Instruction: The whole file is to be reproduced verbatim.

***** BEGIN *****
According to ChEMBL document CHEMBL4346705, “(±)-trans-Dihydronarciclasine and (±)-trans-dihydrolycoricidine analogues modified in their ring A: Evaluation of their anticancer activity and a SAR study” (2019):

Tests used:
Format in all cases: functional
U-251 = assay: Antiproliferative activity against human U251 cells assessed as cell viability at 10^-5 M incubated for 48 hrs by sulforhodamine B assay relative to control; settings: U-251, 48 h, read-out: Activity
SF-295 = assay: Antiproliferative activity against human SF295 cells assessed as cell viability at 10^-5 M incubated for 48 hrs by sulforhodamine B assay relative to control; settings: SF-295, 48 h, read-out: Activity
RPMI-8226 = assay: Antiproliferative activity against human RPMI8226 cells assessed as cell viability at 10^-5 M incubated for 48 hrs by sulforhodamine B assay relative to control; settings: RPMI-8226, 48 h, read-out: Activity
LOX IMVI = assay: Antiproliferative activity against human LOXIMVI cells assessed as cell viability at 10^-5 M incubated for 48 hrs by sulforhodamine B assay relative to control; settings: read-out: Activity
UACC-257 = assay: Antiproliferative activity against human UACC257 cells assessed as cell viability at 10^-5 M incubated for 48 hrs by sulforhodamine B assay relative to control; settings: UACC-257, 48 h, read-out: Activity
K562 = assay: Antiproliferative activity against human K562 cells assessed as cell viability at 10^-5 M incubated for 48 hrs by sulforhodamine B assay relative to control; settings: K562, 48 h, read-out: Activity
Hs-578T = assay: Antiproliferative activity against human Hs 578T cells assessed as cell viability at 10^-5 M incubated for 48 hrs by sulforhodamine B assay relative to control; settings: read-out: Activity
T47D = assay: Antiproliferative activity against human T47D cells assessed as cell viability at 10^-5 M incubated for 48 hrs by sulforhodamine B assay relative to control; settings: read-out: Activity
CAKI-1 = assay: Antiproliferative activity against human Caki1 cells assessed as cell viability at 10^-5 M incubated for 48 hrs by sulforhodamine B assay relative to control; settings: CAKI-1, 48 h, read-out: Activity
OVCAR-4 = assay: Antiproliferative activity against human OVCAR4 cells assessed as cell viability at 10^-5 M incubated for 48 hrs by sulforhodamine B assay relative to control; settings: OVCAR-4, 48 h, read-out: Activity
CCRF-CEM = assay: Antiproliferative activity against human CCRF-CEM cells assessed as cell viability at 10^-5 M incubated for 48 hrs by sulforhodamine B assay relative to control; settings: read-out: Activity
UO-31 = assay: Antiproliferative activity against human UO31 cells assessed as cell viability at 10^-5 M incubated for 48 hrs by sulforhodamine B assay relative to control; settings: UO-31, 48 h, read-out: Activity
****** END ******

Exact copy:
According to ChEMBL document CHEMBL4346705, “(±)-trans-Dihydronarciclasine and (±)-trans-dihydrolycoricidine analogues modified in their ring A: Evaluation of their anticancer activity and a SAR study” (2019):

Tests used:
Format in all cases: functional
U-251 = assay: Antiproliferative activity against human U251 cells assessed as cell viability at 10^-5 M incubated for 48 hrs by sulforhodamine B assay relative to control; settings: U-251, 48 h, read-out: Activity
SF-295 = assay: Antiproliferative activity against human SF295 cells assessed as cell viability at 10^-5 M incubated for 48 hrs by sulforhodamine B assay relative to control; settings: SF-295, 48 h, read-out: Activity
RPMI-8226 = assay: Antiproliferative activity against human RPMI8226 cells assessed as cell viability at 10^-5 M incubated for 48 hrs by sulforhodamine B assay relative to control; settings: RPMI-8226, 48 h, read-out: Activity
LOX IMVI = assay: Antiproliferative activity against human LOXIMVI cells assessed as cell viability at 10^-5 M incubated for 48 hrs by sulforhodamine B assay relative to control; settings: read-out: Activity
UACC-257 = assay: Antiproliferative activity against human UACC257 cells assessed as cell viability at 10^-5 M incubated for 48 hrs by sulforhodamine B assay relative to control; settings: UACC-257, 48 h, read-out: Activity
K562 = assay: Antiproliferative activity against human K562 cells assessed as cell viability at 10^-5 M incubated for 48 hrs by sulforhodamine B assay relative to control; settings: K562, 48 h, read-out: Activity
Hs-578T = assay: Antiproliferative activity against human Hs 578T cells assessed as cell viability at 10^-5 M incubated for 48 hrs by sulforhodamine B assay relative to control; settings: read-out: Activity
T47D = assay: Antiproliferative activity against human T47D cells assessed as cell viability at 10^-5 M incubated for 48 hrs by sulforhodamine B assay relative to control; settings: read-out: Activity
CAKI-1 = assay: Antiproliferative activity against human Caki1 cells assessed as cell viability at 10^-5 M incubated for 48 hrs by sulforhodamine B assay relative to control; settings: CAKI-1, 48 h, read-out: Activity
OVCAR-4 = assay: Antiproliferative activity against human OVCAR4 cells assessed as cell viability at 10^-5 M incubated for 48 hrs by sulforhodamine B assay relative to control; settings: OVCAR-4, 48 h, read-out: Activity
CCRF-CEM = assay: Antiproliferative activity against human CCRF-CEM cells assessed as cell viability at 10^-5 M incubated for 48 hrs by sulforhodamine B assay relative to control; settings: read-out: Activity
UO-31 = assay: Antiproliferative activity against human UO31 cells assessed as cell viability at 10^-5 M incubated for 48 hrs by sulforhodamine B assay relative to control; settings: UO-31, 48 h, read-out: Activity